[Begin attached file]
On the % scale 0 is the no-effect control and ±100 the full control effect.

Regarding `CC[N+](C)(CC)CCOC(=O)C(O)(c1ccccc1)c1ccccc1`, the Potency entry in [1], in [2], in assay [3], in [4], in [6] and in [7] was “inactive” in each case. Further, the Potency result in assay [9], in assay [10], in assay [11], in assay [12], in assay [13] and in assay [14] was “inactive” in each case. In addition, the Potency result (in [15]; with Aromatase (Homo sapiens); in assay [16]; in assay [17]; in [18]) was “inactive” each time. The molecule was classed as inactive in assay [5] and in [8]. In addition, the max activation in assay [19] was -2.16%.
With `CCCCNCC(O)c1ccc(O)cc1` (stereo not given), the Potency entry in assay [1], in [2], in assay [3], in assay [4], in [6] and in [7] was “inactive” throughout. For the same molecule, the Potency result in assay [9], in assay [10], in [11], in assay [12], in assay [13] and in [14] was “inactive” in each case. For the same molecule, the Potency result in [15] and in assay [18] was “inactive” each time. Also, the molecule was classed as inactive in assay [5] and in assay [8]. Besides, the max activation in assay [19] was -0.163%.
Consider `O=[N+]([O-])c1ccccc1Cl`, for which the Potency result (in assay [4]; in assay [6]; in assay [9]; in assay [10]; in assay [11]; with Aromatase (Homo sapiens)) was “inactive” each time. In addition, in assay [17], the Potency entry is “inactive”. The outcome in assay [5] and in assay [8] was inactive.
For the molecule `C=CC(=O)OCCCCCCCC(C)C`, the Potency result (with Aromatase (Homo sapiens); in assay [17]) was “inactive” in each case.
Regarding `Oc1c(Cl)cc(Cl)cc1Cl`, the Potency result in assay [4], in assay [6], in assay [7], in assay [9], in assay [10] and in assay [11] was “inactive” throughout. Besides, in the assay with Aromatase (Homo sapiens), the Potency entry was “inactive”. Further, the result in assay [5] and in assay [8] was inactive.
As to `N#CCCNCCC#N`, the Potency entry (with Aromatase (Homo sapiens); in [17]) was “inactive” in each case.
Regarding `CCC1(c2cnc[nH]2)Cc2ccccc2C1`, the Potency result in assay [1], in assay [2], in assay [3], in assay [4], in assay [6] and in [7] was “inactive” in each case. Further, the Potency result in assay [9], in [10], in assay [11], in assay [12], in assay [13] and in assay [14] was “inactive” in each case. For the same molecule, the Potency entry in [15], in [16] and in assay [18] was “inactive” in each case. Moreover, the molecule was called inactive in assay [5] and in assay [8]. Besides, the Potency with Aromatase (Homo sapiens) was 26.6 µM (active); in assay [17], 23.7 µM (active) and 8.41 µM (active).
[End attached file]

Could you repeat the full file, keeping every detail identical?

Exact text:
On the % scale 0 is the no-effect control and ±100 the full control effect.

Regarding `CC[N+](C)(CC)CCOC(=O)C(O)(c1ccccc1)c1ccccc1`, the Potency entry in [1], in [2], in assay [3], in [4], in [6] and in [7] was “inactive” in each case. Further, the Potency result in assay [9], in assay [10], in assay [11], in assay [12], in assay [13] and in assay [14] was “inactive” in each case. In addition, the Potency result (in [15]; with Aromatase (Homo sapiens); in assay [16]; in assay [17]; in [18]) was “inactive” each time. The molecule was classed as inactive in assay [5] and in [8]. In addition, the max activation in assay [19] was -2.16%.
With `CCCCNCC(O)c1ccc(O)cc1` (stereo not given), the Potency entry in assay [1], in [2], in assay [3], in assay [4], in [6] and in [7] was “inactive” throughout. For the same molecule, the Potency result in assay [9], in assay [10], in [11], in assay [12], in assay [13] and in [14] was “inactive” in each case. For the same molecule, the Potency result in [15] and in assay [18] was “inactive” each time. Also, the molecule was classed as inactive in assay [5] and in assay [8]. Besides, the max activation in assay [19] was -0.163%.
Consider `O=[N+]([O-])c1ccccc1Cl`, for which the Potency result (in assay [4]; in assay [6]; in assay [9]; in assay [10]; in assay [11]; with Aromatase (Homo sapiens)) was “inactive” each time. In addition, in assay [17], the Potency entry is “inactive”. The outcome in assay [5] and in assay [8] was inactive.
For the molecule `C=CC(=O)OCCCCCCCC(C)C`, the Potency result (with Aromatase (Homo sapiens); in assay [17]) was “inactive” in each case.
Regarding `Oc1c(Cl)cc(Cl)cc1Cl`, the Potency result in assay [4], in assay [6], in assay [7], in assay [9], in assay [10] and in assay [11] was “inactive” throughout. Besides, in the assay with Aromatase (Homo sapiens), the Potency entry was “inactive”. Further, the result in assay [5] and in assay [8] was inactive.
As to `N#CCCNCCC#N`, the Potency entry (with Aromatase (Homo sapiens); in [17]) was “inactive” in each case.
Regarding `CCC1(c2cnc[nH]2)Cc2ccccc2C1`, the Potency result in assay [1], in assay [2], in assay [3], in assay [4], in assay [6] and in [7] was “inactive” in each case. Further, the Potency result in assay [9], in [10], in assay [11], in assay [12], in assay [13] and in assay [14] was “inactive” in each case. For the same molecule, the Potency entry in [15], in [16] and in assay [18] was “inactive” in each case. Moreover, the molecule was called inactive in assay [5] and in assay [8]. Besides, the Potency with Aromatase (Homo sapiens) was 26.6 µM (active); in assay [17], 23.7 µM (active) and 8.41 µM (active).